Programming in Swift · Challenge: Closures | Ray Wenderlich

This is a companion discussion topic for the original entry at

Not sure if this is the right place to ask but: in the first exercise about reducing the array of names to a single string, I wrote the closure in the shorter syntax:

let concatNames = names.reduce("") { $0 + $1 }

When I do this, the output from the Swift playground next to this line says (6 times) and doesn’t print the result, whereas in your solution (with more verbose syntax) it says (5 times) and prints the result. Any idea why?

Hi! If you keep your short syntax, but spread it out over multiple lines like this:

let concatNames = names.reduce("") {
  $0 + $1

You should see the (5 times) as expected. The reverse is also true! If you smashed our long syntax version onto one long time, you’d see (6 times) in the sidebar.

I believe this has to do with the way that playgrounds displays feedback in the sidebar. (reduce is executing 6 times, but the closure only 5). Another way to compare output is to look at the value history using the “Show Result” button to the right of each bit of output.

Thanks for the reply!

Hey, how this filter closure connected with .reduce and how they work together at the end ??? Didn’t get it

@didar490 You use filter( _: ) to get the names that have more than five characters from names and chain the call with reduce( _: _: ) to build a custom string from the filtered names.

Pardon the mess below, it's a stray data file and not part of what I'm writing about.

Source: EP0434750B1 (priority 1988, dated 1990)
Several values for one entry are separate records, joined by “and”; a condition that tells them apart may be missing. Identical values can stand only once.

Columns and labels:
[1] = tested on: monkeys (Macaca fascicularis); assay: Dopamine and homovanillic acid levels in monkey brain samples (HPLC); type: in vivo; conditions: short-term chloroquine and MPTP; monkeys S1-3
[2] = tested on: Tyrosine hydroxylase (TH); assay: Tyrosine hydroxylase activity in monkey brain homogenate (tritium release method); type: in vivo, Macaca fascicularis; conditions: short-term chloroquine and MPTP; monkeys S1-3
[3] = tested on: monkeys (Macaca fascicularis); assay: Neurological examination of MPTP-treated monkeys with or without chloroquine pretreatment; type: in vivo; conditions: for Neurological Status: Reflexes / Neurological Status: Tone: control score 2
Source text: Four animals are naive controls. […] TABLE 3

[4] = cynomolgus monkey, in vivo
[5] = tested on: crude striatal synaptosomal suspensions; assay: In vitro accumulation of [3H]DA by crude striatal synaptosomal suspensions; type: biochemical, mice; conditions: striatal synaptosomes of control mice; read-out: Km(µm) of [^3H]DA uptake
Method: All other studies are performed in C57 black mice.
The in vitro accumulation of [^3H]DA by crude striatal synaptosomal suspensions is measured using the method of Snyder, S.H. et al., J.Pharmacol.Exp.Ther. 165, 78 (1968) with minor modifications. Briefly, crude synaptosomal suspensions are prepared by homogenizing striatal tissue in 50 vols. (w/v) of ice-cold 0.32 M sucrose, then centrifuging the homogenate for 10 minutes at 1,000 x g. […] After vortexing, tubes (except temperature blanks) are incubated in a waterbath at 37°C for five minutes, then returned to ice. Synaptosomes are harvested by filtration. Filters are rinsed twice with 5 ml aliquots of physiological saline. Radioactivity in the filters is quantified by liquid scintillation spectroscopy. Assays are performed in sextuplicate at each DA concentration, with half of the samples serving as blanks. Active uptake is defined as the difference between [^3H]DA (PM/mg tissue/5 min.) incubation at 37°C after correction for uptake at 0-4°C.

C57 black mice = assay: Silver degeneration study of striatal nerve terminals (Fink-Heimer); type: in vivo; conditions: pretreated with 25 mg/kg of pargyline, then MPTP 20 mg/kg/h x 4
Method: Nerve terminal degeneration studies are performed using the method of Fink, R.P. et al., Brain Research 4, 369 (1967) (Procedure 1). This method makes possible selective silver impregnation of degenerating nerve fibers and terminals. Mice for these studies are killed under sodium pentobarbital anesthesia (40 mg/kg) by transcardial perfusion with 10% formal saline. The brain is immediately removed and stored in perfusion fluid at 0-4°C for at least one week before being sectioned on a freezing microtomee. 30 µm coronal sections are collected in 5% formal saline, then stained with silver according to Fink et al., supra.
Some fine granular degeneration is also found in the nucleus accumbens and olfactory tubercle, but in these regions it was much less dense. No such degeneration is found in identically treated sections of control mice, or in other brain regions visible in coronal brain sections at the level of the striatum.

Please let me know if you have any other questions or issues about the whole thing. Thank you!

Hi Catie,

I was wondering how you could concatenate the first exercise in a for loop. I have tried it but it gives me an error.

Here’s my code:

let names = [“Ray”, “Vicky”, “Ozma”, “Catie”, “Jessy”]

var allnames: [String] = []

for concatNames in names {

allnames += concatNames


It gives me the following error: Binary operator ‘+=(::)’ cannot be applied to operands of type ‘[String]’ and ‘String’

Option clicking on concatNames shows that it’s a String. How can I turn it into an array?

My thinking is probably way off. But i’m still having trouble with types :confused:

Just started this course which is really amazing btw :blush: Really really satisfied

1 Like


If you want to concatenate all of the names into a single string, then you don’t actually want to turn concatNames into an array. You want the type of allNames to be String instead of [String].

So your code would look like this (I’ve done a bit of renaming here):

let names = ["Ray", "Vicki", "Ozma", "Catie", "Jessy"]

var allNames: String = "" //You don't have to explicitly type this variable, I've just done it for clarity

for name in names { 
  allNames += name

But since you asked, to create a String Array from a String, simply wrap it in square brackets. To use your exact example:

allnames += [concatNames]

But of course. Allnames wasn’t supposed to be an Array but a String. Thank you so much for your help Catie! Really apreciate it :blush:

1 Like